Chinese mining firm gets 15-year lease for copper, gold exploration in Saindak

Chinese mining firm gets 15-year lease for copper, gold exploration in Saindak. (Phot courtesy: Social Media)
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Updated 02 July 2020

Chinese mining firm gets 15-year lease for copper, gold exploration in Saindak

  • The East Ore Body area contains about 278 million tons of copper and gold deposits
  • China’s MRDL will invest $45 million on the purchase of machinery and development of mines

KARACHI: Pakistan has allowed China’s MCC Resources Development Company (MRDL) to explore and develop eastern mines under the Saindak Copper-Gold Project for another 15 years, officials told Arab News on Wednesday.

A small town in Balochistan’s Chaghi district, Saindak has huge mineral resources. The Chinese company will invest $45 million to explore copper and gold in the East Ore Body (EOB) area of the town where 278 million tons of deposits are estimated.

“The money will be used to purchase machinery and develop the mines after the government of Balochistan has given its consent to extend our lease for the next 15 years,” Humayun Mehmoodi, MRDL vice president, told Arab News. “The current machinery needs to be replaced as it has been in use since 2002.”

Last Friday, Balochistan’s provincial administration informed the federal government that it had extended the stay of Metrological Construction Company of China (MCC) that has an agreement with the federally-owned Saindak Metals Limited (SML), making it possible for the foreign firm to continue the exploration and development work in the area.

Locally registered as MRDL, the MCC has been operating in Balochistan’s remote town since 2002, extracting significant amount of mineral resources from the region.

“The deposits in South and North Ore Body have almost depleted and soon there will be nothing to explore, so we approached the government to get the lease and agreement extended for the development of Eastern Ore Body,” Mehmoodi informed.

“The EOB has 278 million tons of reservoirs. It is the third and the largest reservoir with major content of copper. The mining life of the EOB is around 19 years,” he added.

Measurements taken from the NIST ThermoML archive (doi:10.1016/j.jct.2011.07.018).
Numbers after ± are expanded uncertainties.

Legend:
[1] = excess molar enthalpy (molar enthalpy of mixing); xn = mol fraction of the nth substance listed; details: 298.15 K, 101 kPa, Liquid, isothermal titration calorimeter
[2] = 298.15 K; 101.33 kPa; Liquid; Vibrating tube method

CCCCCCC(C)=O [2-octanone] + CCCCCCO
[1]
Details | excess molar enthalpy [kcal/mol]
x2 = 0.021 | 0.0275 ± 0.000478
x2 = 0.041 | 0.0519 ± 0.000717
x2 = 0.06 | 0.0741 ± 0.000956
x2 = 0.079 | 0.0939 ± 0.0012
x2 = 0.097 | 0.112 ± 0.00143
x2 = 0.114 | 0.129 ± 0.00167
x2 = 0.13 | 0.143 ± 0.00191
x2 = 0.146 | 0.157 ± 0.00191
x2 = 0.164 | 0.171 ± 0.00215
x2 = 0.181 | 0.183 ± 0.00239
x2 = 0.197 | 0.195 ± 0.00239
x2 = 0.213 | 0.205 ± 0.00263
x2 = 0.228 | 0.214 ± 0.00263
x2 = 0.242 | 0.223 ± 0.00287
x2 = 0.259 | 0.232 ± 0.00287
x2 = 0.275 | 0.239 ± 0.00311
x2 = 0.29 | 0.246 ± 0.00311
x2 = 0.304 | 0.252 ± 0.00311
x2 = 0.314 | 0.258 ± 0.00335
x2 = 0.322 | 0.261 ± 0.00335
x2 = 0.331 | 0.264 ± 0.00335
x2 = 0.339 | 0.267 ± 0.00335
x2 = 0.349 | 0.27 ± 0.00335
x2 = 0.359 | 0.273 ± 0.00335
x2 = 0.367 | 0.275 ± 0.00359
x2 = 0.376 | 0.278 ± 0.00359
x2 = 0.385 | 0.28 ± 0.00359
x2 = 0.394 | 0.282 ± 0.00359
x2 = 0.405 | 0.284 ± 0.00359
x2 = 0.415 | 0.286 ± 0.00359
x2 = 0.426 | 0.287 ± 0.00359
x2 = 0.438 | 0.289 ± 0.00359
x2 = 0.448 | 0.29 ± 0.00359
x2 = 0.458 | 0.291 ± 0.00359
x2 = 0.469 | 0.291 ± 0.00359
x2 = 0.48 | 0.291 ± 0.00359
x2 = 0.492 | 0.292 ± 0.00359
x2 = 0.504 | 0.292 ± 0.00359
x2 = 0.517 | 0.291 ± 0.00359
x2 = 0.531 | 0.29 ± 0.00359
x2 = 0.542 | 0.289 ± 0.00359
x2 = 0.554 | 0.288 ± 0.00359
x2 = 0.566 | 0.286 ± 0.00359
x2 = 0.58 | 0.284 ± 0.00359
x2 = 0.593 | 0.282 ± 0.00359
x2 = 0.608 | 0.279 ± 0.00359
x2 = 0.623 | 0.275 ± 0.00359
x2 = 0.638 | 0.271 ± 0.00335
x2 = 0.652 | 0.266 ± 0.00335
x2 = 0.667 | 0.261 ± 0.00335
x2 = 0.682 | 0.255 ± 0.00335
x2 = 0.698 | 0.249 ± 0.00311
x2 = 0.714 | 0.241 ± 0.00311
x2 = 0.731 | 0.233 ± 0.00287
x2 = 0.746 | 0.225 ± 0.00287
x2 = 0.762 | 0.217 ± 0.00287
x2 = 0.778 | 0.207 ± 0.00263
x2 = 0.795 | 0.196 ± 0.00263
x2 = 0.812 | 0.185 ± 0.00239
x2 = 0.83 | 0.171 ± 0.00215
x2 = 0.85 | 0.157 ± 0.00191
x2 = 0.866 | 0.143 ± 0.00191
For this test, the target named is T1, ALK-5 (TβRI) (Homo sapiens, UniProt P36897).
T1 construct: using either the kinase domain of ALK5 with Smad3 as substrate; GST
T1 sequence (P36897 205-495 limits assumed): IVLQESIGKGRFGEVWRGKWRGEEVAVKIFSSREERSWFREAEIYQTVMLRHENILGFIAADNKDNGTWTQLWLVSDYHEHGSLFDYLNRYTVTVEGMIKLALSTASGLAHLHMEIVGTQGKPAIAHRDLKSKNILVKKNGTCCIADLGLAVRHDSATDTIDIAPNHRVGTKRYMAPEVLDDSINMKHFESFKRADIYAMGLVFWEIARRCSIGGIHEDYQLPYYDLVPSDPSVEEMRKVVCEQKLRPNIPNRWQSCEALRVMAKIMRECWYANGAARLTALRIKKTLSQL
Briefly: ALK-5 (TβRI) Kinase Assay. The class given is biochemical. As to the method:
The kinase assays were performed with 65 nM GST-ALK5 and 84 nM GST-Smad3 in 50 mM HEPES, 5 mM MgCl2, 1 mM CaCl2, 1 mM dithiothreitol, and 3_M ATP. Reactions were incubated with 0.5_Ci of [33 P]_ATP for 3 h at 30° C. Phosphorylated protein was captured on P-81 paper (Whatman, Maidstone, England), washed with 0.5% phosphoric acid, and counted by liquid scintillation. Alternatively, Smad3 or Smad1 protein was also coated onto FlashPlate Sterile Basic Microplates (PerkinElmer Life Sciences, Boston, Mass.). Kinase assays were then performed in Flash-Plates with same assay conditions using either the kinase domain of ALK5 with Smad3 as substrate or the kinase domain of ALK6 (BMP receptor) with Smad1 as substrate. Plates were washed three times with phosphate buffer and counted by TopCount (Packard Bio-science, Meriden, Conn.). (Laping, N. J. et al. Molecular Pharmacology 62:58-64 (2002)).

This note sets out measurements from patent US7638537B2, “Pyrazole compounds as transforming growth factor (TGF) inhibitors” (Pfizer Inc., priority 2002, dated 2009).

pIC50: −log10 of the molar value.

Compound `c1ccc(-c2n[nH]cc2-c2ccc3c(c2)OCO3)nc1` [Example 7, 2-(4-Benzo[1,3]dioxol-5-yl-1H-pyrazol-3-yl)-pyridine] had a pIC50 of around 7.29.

The company’s contract agreement was scheduled to expire on October 31, 2022. In a letter written to the Federal Ministry of Energy, the Balochistan administration noted that an extension in the lease would “ensure investment of $45 million by MCC/SML at their own risk for exploration and development of East Ore Body in Saindak area.”

According to analysts, Chinese companies are playing an active role in the development of Pakistan’s southwestern province, since they are bringing in investments and technical support.

“The provincial government’s decision to extend the lease shows that it wants to continue the development of the local mining sector. The Chinese investment is also creating job opportunities in Balochistan,” Shaukat Populzai, president of Balochistan Economic Forum, told Arab News.

He added that the development of Gwadar would “change the economic geography of the area.”

MRDL officials say the company is providing employment to 1,890 Pakistanis and 85 percent of them are locals. The company also maintains that it is providing free electricity, water and schooling to the residents of about 60 villages surrounding the area.


Pakistan gets lifeline till Feb 2021 as FATF continues to keep it on grey list

Updated 23 October 2020

Pakistan gets lifeline till Feb 2021 as FATF continues to keep it on grey list